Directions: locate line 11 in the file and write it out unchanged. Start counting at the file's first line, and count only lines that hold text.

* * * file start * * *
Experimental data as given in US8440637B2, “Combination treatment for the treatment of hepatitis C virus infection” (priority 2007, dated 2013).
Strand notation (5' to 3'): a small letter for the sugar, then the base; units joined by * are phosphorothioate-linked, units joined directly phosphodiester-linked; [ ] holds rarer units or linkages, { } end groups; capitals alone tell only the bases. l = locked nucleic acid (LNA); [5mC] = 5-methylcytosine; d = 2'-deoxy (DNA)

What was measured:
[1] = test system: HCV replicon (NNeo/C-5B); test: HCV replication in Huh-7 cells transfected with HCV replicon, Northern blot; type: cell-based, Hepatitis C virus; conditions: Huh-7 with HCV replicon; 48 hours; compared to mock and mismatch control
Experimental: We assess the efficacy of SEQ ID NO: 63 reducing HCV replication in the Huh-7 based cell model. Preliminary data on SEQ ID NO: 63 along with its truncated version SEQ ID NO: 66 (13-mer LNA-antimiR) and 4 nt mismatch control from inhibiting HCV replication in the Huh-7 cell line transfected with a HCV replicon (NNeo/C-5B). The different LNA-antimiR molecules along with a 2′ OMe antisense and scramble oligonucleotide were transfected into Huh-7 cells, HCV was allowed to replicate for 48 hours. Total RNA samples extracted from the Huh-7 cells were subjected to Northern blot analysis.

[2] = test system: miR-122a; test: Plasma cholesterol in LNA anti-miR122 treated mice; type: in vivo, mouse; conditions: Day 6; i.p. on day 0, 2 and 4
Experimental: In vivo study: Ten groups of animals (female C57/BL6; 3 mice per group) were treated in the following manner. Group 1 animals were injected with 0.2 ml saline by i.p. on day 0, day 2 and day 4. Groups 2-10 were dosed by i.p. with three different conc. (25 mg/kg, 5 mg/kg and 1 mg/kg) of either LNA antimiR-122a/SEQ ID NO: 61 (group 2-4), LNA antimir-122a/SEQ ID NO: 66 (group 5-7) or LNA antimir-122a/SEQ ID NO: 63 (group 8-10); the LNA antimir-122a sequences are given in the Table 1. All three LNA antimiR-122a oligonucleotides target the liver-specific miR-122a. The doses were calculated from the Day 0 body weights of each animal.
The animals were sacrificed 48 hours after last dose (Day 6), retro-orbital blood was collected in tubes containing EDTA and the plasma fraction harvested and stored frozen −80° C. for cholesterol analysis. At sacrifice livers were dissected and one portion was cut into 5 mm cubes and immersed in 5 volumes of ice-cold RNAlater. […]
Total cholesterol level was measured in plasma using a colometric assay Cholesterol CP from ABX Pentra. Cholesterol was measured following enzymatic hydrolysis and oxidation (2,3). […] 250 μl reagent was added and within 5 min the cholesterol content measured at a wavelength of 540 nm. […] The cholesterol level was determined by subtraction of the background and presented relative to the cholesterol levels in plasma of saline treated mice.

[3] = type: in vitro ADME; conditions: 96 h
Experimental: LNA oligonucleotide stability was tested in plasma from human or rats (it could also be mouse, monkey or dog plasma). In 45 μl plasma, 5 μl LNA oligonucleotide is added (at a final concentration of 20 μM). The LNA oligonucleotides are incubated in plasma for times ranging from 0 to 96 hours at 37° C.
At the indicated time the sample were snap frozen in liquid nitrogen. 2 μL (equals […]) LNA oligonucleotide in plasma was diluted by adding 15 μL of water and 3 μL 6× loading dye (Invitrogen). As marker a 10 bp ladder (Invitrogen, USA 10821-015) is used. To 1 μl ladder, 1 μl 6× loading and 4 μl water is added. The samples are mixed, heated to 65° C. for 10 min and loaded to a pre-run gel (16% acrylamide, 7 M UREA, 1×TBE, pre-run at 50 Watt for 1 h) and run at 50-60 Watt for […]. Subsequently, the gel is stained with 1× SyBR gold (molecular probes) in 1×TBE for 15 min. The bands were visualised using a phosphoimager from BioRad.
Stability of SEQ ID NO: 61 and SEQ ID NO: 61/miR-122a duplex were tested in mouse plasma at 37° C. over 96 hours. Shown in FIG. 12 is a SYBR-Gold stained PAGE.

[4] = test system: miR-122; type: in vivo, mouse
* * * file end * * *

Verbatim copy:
Experimental: LNA oligonucleotide stability was tested in plasma from human or rats (it could also be mouse, monkey or dog plasma). In 45 μl plasma, 5 μl LNA oligonucleotide is added (at a final concentration of 20 μM). The LNA oligonucleotides are incubated in plasma for times ranging from 0 to 96 hours at 37° C.